Brightsurf Science News & Current Events

March 19, 2020
Step it up: Higher daily step counts linked with lower blood pressure
The smart watches seen on the wrists of roughly 1 in 5 Americans could be more than just a fun gimmick but a potentially useful research tool to track habitual physical activity levels.

Open sesame: Micro RNAs regulate plant pores
Environmental cues prompt small RNA segments to regulate the development and distribution of tiny pores involved in photosynthesis in plants.

The strange orbits of 'Tatooine' planetary disks
Astronomers using the Atacama Large Millimeter/submillimeter Array (ALMA) have found striking orbital geometries in protoplanetary disks around binary stars.

Improving success of giraffe translocations
In two new studies, an international team of researchers identifies the ideal composition of a group of giraffes to be translocated for conservation purposes and provides guidelines for all aspects of the translocation process.

New mechanism of optical gain in two-dimensional material requires only extremely low input power
Optical gain is a prerequisite for signal amplification in an optical amplifier or laser.

Parental diet affects sperm and health of future offspring
When parents eat low-protein or high-fat diets it can lead to metabolic disorders in their adult offspring.

Observing phytoplankton via satellite
Thanks to a new algorithm, researchers at the AWI can now use satellite data to determine in which parts of the ocean certain types of phytoplankton are dominant.

Graphene underpins a new platform to selectively ID deadly strains of bacteria
A team led by Boston College researchers has developed a prototype sensor that uses an atom-deep sheet of graphene and peptides to rapidly reveal which bacterial species is in a sample and whether it is antibiotic resistant.

Frailty may be highly predictive of complications, death in patients with mitral valve disease
Frailty measurements have become increasingly important in assessing surgical risk in patients with mitral valve disease, and research published online today in The Annals of Thoracic Surgery shows that frailty plays a significant role in outcomes following mitral valve procedures.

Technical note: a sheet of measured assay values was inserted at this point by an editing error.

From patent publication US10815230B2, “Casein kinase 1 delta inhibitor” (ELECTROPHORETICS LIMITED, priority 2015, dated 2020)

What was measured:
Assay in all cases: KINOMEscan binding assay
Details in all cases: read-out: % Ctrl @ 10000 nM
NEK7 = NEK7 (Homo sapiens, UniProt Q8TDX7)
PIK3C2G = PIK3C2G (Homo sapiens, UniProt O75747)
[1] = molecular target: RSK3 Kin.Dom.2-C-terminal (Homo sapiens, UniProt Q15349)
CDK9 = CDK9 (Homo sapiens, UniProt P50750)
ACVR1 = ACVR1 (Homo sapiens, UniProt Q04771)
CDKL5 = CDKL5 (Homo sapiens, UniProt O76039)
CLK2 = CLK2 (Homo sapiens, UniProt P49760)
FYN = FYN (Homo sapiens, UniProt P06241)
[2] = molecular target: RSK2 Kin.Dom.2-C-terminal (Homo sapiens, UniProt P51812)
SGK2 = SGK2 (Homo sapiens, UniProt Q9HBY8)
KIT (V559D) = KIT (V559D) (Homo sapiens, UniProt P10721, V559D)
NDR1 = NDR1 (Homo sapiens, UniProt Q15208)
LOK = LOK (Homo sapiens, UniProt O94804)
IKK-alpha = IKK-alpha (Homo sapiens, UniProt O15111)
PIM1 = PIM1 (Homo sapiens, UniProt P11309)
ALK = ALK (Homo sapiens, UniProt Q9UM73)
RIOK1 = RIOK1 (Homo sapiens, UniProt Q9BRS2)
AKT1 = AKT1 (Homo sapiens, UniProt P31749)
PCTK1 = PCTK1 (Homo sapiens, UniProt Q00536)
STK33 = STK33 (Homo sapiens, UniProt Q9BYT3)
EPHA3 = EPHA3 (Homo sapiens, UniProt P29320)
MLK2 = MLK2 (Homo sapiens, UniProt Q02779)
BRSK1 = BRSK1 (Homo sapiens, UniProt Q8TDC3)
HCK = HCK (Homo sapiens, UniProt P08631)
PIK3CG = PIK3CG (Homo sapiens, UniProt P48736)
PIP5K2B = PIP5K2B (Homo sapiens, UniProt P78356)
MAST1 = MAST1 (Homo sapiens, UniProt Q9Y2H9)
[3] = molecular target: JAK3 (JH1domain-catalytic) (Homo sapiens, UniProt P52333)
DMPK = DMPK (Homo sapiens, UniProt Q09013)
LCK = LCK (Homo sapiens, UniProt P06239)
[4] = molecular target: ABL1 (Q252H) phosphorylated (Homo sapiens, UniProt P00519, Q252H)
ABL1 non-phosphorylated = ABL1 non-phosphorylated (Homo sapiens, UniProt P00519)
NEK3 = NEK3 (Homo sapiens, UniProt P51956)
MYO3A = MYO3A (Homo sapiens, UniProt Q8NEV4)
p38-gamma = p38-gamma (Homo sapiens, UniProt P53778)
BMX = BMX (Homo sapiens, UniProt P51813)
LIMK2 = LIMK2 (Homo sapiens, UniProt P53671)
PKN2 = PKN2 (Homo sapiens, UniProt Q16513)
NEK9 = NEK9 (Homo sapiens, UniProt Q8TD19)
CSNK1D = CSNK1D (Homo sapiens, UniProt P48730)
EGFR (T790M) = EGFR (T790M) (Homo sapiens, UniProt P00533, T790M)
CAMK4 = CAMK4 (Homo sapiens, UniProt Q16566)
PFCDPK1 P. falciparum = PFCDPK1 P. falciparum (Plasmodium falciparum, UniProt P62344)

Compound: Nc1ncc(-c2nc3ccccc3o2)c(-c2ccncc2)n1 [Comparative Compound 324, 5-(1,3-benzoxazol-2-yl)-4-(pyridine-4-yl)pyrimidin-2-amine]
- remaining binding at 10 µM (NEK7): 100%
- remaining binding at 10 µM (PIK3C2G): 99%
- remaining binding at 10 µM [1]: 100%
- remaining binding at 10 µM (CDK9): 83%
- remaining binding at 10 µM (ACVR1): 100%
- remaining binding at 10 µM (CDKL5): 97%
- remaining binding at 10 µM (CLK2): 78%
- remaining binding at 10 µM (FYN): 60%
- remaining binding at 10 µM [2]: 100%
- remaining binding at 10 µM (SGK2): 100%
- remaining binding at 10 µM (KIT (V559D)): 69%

How molecules self-assemble into superstructures
Most technical functional units are built bit by bit according to a well-designed construction plan.

Chip-based device opens new doors for augmented reality and quantum computing
Researchers have designed a new chip-based device that can shape and steer blue light with no moving parts.

COVID-19 response and communications must be directed by public health officials
In the United States today, healthcare providers seem appropriately confused about present and future issues concerning coronavirus disease 2019 (COVID-19).

Synergy emergence in deep reinforcement motor learning
Human motor control has always been efficient at executing complex movements naturally, efficiently, and without much thought involved.

Stanford scientists program cells to carry out gene-guided construction projects
The researchers developed a technique called genetically targeted chemical assembly, or GTCA, which they used to assemble electronically active biopolymer meshes on mammalian brain cells and on neurons in C. elegans.

Special issue of 'Neurochemical Research' honors Vittorio Gallo, Ph.D.
Investigators from around the world penned manuscripts that were assembled in a special issue of 'Neurochemical Research' that honors Vittorio Gallo, Ph.D., for his leadership in the field of neural development and regeneration.

Associations between vaspin levels and coronary artery disease
In a new publication from Cardiovascular Innovations and Applications; DOI https://doi.org/10.15212/CVIA.2019.0565, Lutfu Askin, Okan Tanriverdi, Hakan Tibilli and Serdar Turkmen from the Department of Cardiology, Adiyaman Education and Research Hospital, Adiyaman, Turkey consider associations between vaspin levels and coronary artery disease.

Vampire bats form deep social bonds by grooming before sharing blood
For vampire bats, sharing blood with a roostmate is the mark of a true bond.

'Sushi parasites' have increased 283-fold in past 40 years
A new study led by the University of Washington finds dramatic increases in the abundance of a worm that can be transmitted to humans who eat raw or undercooked seafood.

Bone analyzes tell about kitchen utensils in the Middle Ages
Who in the Middle Ages cooked their dinner in copper pots?

Army scientists create quantum sensor that covers entire radio frequency spectrum
A quantum sensor could give Soldiers a way to detect communication signals over the entire radio frequency spectrum, from 0 to 100 GHz, said researchers from the Army.

Serum irisin: Pathogenesis and clinical research in cardiovascular diseases
In a new publication from Cardiovascular Innovations and Applications; Lutfu Askin, Kader Eliz Uzel, Okan Tanriverdi and Serdar Turkmen from the Department of Cardiology, Adiyaman Education and Research Hospital, Adiyaman, Turkey consider serum irisin pathogenesis and clinical research in cardiovascular diseases.

New research shows promise to treat female group A streptococcus genital tract infections
Puerperal sepsis, also known as childbed fever, is the leading cause of maternal deaths.

Shedding light on how much carbon tropical forests can absorb
Tropical forest ecosystems are an important part of the global carbon cycle as they take up and store large amounts of CO2.